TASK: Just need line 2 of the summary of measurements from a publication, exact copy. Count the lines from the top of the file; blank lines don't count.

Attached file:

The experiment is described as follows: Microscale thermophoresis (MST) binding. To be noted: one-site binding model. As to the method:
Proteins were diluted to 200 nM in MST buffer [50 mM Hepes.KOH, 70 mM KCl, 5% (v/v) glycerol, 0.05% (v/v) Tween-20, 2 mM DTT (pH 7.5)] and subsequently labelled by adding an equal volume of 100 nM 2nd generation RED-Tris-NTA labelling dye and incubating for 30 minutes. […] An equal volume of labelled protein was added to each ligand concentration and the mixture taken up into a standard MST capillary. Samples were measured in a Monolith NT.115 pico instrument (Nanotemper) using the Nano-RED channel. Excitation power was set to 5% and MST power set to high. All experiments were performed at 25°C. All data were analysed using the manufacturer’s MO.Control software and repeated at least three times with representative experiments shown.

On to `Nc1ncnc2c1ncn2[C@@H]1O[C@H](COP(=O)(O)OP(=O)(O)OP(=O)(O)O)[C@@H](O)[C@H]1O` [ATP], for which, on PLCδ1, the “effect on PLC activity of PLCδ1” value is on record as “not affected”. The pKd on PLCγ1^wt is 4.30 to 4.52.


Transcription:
Proteins were diluted to 200 nM in MST buffer [50 mM Hepes.KOH, 70 mM KCl, 5% (v/v) glycerol, 0.05% (v/v) Tween-20, 2 mM DTT (pH 7.5)] and subsequently labelled by adding an equal volume of 100 nM 2nd generation RED-Tris-NTA labelling dye and incubating for 30 minutes. […] An equal volume of labelled protein was added to each ligand concentration and the mixture taken up into a standard MST capillary. Samples were measured in a Monolith NT.115 pico instrument (Nanotemper) using the Nano-RED channel. Excitation power was set to 5% and MST power set to high. All experiments were performed at 25°C. All data were analysed using the manufacturer’s MO.Control software and repeated at least three times with representative experiments shown.